Continue Reading: Winner of the Tomato Recipe Contest
Posted by Emily Wiley on 09/01, 2011 at 12:39 PM
Today is the final day to share your favorite tomato recipe! Submit it now for your chance to win a $25 gift certificate to Elk Creek Cafe + Aleworks in Millheim. A winner will be randomly selected and announced by noon tomorrow. Good luck!
Continue reading for a seasonal salsa recipe from Steve Spanelli of Tait Farm.
Continue Reading: Cucumber-Tomato Salsa
Posted by Emily Wiley on 08/31, 2011 at 08:57 AM
Tomatoes of all shapes and colors are still in abundance at the local markets. Pick up a box and let us know how you use them! Share your recipe by August 31st for your chance to win a $25 gift Elk Creek Cafe + Aleworks in Millheim.
Continue reading for one of Kristin’s favorite simple late summer recipes.
Continue Reading: Garlicky Bread Salad with Heirloom Tomatoes and Sweet Corn
Posted by Kristin Camplese on 08/25, 2011 at 02:22 PM
The rain has brought with it cooler temperatures, and I’ve heard several people expressing their excitement for the upcoming fall. I, however, really enjoy the heat and the beauty of the middle of summer.
Continue Reading: Field Notes and a Recipe for Pan-Fried Green Tomatoes
Posted by Erin McKinney on 08/11, 2011 at 10:30 AM
There is a general consensus among marketers that an adjective can mean the difference between making a sale and bringing home ingredients for a gourmet compost pile. Flat parsley does not have the same resonance as Italian parsley. Without the appellation “French,” shallots would just be small, pale red onions. Then there is Red Russian kale which is neither truly red nor Russian (at least according to the Russian customers I’ve talked to who think it’s just another Ukrainian conspiracy). But who wants to say purple-stemmed blue-green, flat kale? It just doesn’t slide off the tongue with the same romantic flare. You can practically hear the balalaikas playing in the background when the words Red Russian are invoked.
Continue Reading: Heirloom Tomatoes
Posted by Tony Ricci on 08/09, 2011 at 12:27 PM
If you bite into a tomato between the months of October and June, chances are that tomato came from Florida. And it tastes dramatically different than the varieties you might grow in your backyard or pick up at your local farmers market during the summer.
Freelance food writer Barry Estabrook looks at the life of today’s mass-produced tomato — and the environmental and human costs of the tomato industry — in his book Tomatoland: How Modern Industrial Agriculture Destroyed Our Most Alluring Fruit.
Continue Reading: NPR: How Industrial Farming “Destroyed” the Tasty Tomato
Posted by Emily Wiley on 07/13, 2011 at 10:32 AM
Have you tried white asparagus? It is slightly milder and more tender than green asparagus and is considered to be the more “gourmet” option of the two. The process for growing it, however, is quite easy.
Both green and white asparagus come from the same seed; white asparagus is simply deprived of sunlight. Dirt is piled on top of the plant, which eliminates chlorophyll production and prevents it from turning green.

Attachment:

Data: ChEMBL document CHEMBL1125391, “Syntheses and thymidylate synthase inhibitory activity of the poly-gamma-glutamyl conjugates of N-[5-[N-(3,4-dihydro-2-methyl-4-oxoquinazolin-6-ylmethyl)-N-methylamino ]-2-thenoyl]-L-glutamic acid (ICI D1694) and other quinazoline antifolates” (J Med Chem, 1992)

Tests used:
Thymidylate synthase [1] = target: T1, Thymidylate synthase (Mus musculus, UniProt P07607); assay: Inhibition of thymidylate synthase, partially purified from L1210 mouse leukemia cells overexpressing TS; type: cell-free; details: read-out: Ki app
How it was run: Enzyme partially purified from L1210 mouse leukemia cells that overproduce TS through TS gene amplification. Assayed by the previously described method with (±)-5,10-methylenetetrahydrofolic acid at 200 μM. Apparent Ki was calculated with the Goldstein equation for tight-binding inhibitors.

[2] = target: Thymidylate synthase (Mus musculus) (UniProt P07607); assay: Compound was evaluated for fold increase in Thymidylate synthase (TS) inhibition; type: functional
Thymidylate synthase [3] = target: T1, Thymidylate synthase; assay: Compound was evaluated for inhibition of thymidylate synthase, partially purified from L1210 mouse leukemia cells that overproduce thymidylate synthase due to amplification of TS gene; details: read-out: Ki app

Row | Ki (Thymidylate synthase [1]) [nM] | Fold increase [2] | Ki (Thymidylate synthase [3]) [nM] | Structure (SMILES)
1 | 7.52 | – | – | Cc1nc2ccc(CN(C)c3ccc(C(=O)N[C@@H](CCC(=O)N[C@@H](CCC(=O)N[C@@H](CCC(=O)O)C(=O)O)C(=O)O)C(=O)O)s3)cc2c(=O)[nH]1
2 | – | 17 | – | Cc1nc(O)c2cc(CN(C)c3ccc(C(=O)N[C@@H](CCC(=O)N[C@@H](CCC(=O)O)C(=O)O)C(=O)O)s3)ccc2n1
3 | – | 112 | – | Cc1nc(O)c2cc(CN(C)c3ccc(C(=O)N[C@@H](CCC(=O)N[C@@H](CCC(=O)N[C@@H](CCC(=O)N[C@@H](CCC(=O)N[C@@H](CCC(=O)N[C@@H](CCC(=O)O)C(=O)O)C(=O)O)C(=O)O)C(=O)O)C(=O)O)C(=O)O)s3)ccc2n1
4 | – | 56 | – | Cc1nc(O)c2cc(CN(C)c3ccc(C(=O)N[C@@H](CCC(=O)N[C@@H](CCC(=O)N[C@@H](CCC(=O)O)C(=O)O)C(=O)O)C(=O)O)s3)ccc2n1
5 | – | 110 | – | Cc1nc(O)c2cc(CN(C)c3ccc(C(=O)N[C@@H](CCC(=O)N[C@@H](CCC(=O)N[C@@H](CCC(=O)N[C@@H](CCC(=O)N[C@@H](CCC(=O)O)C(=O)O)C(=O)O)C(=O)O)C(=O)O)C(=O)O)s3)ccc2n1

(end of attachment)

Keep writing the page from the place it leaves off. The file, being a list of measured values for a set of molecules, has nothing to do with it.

Either white or green asparagus may be used in this salad recipe, though the white provides a nice color contrast to the arugula, mushrooms, and tomatoes.
Don’t forget to share your own asparagus recipe before Tuesday, May 31st for your chance to win a $25 gift certificate to Tait Farm Foods!
Continue Reading: White Asparagus Salad with Warm Shitake Dressing
Posted by Emily Wiley on 05/11, 2011 at 02:25 PM
Here is a quick and easy pasta salad, perfect for the summer to fall transition time. It can be served either hot or cold and pairs well with heavy wheat beer.
Continue Reading: Sautéed Pepper and Onion Pasta
Posted by Michele Frank on 08/25, 2010 at 11:34 AM
This quick and simple side dish makes use of two popular August ingredients: corn and tomatoes. Add spicy jalapeños and fragrant cilantro and serve alongside your favorite Mexican main course.
Continue Reading: Corn Tomato Cilantro Salad
Posted by Emily Wiley on 08/11, 2010 at 12:20 PM
Tomatoes come in all colors, shapes, sizes, and flavors. But you may not know this if you’ve never looked beyond the supermarket display.
Continue Reading: Heirloom Tomatoes
Posted by Emily Wiley on 07/23, 2010 at 09:33 AM
Green beans are sold canned and frozen year round. But you can find cartons of fresh whole beans at your local market now through September.
Continue Reading: Slow Cooked Green Beans
Posted by Emily Wiley on 07/09, 2010 at 01:00 PM
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Food Stories from NPR
December 06, 2013
The funny live tweets coming from frozen supermarket pizza giant @DiGiornoPizza were a tasty highlight of the Sound of Music Live broadcast on NBC. Bad puns, silly lyric changes, and just plain clever comments earned the company more than 2,000 new followers in a single night.
December 06, 2013
Cookie-baking season is not complete without an offering from sisters Sheila and Marilynn Brass. The two Massachusetts recipe collectors recall the special holiday shortbread cookies they'd have as children when their Jewish family would go to the house of their Catholic friends, the Sullivans.
December 06, 2013
That difference translates to about $550 a year, according to a new meta-analysis of studies evaluating the retail costs of food, grouped by healthfulness. It's chump change for middle-class eaters, but a big gap for low-income families. Researchers say that's a problem that can be solved.